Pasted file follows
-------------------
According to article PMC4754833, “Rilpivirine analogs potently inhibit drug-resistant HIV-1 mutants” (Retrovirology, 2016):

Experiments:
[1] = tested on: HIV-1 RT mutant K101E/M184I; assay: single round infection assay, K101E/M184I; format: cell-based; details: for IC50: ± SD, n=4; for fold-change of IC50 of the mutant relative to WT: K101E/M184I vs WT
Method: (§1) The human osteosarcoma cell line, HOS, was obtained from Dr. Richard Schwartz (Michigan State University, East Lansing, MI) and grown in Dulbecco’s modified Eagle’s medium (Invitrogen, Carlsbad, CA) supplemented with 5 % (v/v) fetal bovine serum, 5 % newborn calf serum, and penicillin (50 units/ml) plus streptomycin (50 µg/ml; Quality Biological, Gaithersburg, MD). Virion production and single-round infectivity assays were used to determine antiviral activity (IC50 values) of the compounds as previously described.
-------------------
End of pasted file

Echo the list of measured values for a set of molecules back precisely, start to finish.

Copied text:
According to article PMC4754833, “Rilpivirine analogs potently inhibit drug-resistant HIV-1 mutants” (Retrovirology, 2016):

Experiments:
[1] = tested on: HIV-1 RT mutant K101E/M184I; assay: single round infection assay, K101E/M184I; format: cell-based; details: for IC50: ± SD, n=4; for fold-change of IC50 of the mutant relative to WT: K101E/M184I vs WT
Method: (§1) The human osteosarcoma cell line, HOS, was obtained from Dr. Richard Schwartz (Michigan State University, East Lansing, MI) and grown in Dulbecco’s modified Eagle’s medium (Invitrogen, Carlsbad, CA) supplemented with 5 % (v/v) fetal bovine serum, 5 % newborn calf serum, and penicillin (50 units/ml) plus streptomycin (50 µg/ml; Quality Biological, Gaithersburg, MD). Virion production and single-round infectivity assays were used to determine antiviral activity (IC50 values) of the compounds as previously described.